SteelSeries Apex M500 Mechanical Keyboard Review
Surprise! It’s part four of my three-part series on whether or not SteelSeries makes decent computer hardware! A mechanical keyboard arrived like a bolt from the blue, prompting me to re-evaluate my previous stance on whether or not such components are necessary for daily life. Spoiler alert: I’m never going back. It’s mechanical from here on out, full stop.
The Apex M500, while not the latest model in the SteelSeries catalog, still represents a culmination of disparate design philosophies geared towards broad-spectrum utility. You’ve got the programmable keys, the gamer-friendly lighting, and highly-responsive inputs. The inputs are so sensitive in fact, that I’ve more or less had to learn to type all over again. Yet this is a setback I’m okay with. This keyboard is such a joy to use that I’m always looking for more excuses to type on it. Of course, this review is being written on the aforementioned keyboard.
“This keyboard is such a joy to use that I’m always looking for more excuses to type on it.”
Like all good SteelSeries products, the Apex M500 glows. An effervescent blue light lets you see this beautiful beast in even the darkest of nerd caves. Or if you’re rolling out of bed at six am to write. The downside being that you can’t program the light to your own mad specifications. You can’t get the light to breathe or glow or stutter, for example. Also, that eerie blue is the only color you get, but it looks amazing, so that’s alright. The entire SteelSeries line of products I’ve covered so far have had a focus on aesthetic as well as function, and this keyboard is no exception. The model I’m reviewing uses the Cherry MX switches. I don’t know the difference between the these and the blue (having only used the one kind as of now), but the reds have thus far treated me well.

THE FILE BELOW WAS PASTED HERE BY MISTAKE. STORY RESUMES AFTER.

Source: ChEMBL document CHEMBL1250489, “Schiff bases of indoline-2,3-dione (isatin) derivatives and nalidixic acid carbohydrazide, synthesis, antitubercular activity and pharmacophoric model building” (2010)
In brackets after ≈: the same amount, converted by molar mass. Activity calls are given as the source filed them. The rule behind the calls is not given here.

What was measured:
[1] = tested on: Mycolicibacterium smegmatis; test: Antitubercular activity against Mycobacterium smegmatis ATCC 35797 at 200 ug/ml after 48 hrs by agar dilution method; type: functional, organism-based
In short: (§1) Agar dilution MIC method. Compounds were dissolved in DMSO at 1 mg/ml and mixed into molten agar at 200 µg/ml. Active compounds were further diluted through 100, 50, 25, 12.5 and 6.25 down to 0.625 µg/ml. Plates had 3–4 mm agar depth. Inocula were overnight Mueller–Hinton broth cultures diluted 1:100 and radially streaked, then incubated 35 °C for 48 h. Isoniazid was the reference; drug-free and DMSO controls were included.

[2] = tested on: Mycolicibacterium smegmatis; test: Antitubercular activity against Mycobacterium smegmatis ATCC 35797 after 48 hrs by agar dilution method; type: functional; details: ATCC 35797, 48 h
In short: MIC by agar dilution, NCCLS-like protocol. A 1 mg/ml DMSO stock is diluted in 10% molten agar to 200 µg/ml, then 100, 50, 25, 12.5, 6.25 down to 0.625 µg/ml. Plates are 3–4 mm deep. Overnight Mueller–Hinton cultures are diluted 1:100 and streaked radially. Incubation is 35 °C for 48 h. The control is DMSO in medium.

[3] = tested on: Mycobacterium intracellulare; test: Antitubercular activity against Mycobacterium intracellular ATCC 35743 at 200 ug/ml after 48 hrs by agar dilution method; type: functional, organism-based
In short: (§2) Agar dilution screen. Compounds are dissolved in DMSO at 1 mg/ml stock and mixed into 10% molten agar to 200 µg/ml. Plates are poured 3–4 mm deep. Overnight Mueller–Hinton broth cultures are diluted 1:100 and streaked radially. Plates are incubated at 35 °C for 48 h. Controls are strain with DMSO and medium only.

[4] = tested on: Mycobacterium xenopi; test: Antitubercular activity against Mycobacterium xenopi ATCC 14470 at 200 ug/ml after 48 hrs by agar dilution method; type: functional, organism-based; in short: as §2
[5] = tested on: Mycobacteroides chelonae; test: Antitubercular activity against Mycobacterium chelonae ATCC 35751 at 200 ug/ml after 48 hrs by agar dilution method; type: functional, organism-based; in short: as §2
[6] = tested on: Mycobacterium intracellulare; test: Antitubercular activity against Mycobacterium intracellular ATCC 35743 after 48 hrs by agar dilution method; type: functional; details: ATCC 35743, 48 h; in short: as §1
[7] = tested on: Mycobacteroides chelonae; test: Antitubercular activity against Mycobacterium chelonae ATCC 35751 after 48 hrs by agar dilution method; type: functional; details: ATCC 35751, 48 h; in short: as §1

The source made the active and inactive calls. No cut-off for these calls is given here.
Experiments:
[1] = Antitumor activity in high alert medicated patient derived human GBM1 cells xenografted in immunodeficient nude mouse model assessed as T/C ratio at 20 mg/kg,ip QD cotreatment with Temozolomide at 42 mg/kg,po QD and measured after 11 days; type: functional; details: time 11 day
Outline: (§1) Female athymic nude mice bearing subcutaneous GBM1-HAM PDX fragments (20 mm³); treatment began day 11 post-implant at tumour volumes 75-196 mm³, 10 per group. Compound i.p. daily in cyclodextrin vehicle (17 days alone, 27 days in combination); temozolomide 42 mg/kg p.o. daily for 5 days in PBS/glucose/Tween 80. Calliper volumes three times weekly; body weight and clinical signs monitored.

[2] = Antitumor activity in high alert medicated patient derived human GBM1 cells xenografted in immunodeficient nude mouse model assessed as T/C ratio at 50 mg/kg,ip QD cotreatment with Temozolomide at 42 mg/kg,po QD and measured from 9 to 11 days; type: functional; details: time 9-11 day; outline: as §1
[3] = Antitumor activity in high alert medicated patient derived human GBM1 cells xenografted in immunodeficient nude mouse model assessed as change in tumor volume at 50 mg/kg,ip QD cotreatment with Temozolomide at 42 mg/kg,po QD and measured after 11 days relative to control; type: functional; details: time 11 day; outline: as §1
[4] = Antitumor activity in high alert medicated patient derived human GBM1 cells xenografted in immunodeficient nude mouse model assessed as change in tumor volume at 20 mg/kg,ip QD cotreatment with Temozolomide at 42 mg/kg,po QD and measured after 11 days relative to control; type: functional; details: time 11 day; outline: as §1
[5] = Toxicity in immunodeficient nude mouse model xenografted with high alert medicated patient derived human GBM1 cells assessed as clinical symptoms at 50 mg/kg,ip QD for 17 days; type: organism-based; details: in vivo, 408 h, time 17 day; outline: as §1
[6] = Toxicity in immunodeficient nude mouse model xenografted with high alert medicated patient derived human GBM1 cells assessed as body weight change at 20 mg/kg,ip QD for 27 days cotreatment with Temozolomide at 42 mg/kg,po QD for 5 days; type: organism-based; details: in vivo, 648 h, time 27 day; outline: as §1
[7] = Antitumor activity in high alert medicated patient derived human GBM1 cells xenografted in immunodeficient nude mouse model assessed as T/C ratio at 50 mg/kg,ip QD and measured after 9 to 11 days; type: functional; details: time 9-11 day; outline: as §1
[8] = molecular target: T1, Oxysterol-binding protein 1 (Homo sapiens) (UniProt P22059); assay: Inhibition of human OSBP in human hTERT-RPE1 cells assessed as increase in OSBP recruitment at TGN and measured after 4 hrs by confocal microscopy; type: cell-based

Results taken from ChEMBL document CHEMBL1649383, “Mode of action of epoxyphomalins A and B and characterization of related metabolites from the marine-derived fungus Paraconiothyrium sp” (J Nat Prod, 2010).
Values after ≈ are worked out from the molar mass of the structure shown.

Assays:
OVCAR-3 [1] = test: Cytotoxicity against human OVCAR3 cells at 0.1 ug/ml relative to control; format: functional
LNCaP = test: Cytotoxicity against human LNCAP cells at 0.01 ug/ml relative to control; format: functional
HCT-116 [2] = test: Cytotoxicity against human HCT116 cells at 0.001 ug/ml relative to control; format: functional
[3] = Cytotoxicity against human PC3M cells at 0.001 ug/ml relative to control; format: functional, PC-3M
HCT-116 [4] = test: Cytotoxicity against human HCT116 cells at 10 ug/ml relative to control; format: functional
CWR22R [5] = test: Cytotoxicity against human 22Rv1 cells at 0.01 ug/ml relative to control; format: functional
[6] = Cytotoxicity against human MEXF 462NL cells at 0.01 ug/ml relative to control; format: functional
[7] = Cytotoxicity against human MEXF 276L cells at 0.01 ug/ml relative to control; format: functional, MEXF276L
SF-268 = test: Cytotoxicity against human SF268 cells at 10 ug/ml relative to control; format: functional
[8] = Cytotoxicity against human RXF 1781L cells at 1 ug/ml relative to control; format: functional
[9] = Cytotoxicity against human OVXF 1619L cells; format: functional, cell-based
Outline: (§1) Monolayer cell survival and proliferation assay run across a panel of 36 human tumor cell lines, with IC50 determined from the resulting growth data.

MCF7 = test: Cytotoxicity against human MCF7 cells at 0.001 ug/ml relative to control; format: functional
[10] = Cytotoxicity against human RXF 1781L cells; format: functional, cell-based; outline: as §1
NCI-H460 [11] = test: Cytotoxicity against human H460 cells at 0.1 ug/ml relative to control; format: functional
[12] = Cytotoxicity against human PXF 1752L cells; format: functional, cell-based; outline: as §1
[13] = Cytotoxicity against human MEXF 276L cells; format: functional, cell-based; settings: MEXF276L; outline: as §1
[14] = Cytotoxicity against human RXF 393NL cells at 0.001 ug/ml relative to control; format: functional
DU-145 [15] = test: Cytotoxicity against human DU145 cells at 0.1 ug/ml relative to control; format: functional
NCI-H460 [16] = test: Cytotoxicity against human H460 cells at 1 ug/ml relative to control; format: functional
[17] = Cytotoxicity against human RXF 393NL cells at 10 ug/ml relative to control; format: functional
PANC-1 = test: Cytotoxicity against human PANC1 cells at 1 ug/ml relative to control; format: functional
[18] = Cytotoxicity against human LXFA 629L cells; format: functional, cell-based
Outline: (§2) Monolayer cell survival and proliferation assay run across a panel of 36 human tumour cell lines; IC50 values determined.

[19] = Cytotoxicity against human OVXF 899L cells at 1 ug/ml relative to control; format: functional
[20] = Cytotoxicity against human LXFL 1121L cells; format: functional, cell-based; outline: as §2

You want to be fast as lightning, this is the board to do it with. Even a feather-light touch is enough to register. There were a few moments immediately after I set it up where my hands resting on the board were enough to hold the shift key down, for example. This was a minor problem that I quickly adjusted to. Another issue I had was due to my own less-than-stellar typing skills. I’m a hunt-and-peck kind of typist, a very slapdash, wonky writer whose flaws only got dragged into the sunlight when I started using this board. I didn’t realize how bad at typing I was until I sat in front of the Apex M500. Picture if you will, a lifetime puttering around in a beat up Toyota Corolla. One day, a generous patron gifts you with a Lamborghini. Some car crashes are happening. This is as accurate a comparison as I can dredge up. The fault isn’t with the car, it’s the driver. The same can be said about this board. Suddenly I’m tripping over my own fingers due to the sudden change in necessary input pressure. I can’t blame the board for this, but it’s still been the one major hurdle I’ve had to overcome. Other than that, this keyboard feels fantastic.
“I can’t ever use a non-mechanical keyboard again.”
In fact, one could argue that this board is too good. I can’t ever use a non-mechanical keyboard again. If this board ever breaks (heaven forbid), I won’t be able to stop myself from dropping at least a hundred bucks on a replacement. This is the only caveat I can offer in regards to this product. If you’re considering it, know that you may be crossing a threshold you can’t return to. Not that this is a bad thing! Typing and gaming on a mechanical board is a smooth, delicious experience that’s as satisfying as it is distinctive. You just might find yourself in a first-class versus coach situation. If you’re willing to make that leap though, the SteelSeries Apex M500 is an excellent entry point to the world of mechanical keyboards.
*** Keyboard provided by the manufacturer ***
- Inputs are responsive and accurate
- Backlit keys super useful in modern homes lacking overhead lighting
- Extensive key programming available
- Lighting can’t be messed with like the other SteelSeries products
- Adjusting to a mechanical keyboard is harder than I thought
- I can never use a regular keyboard again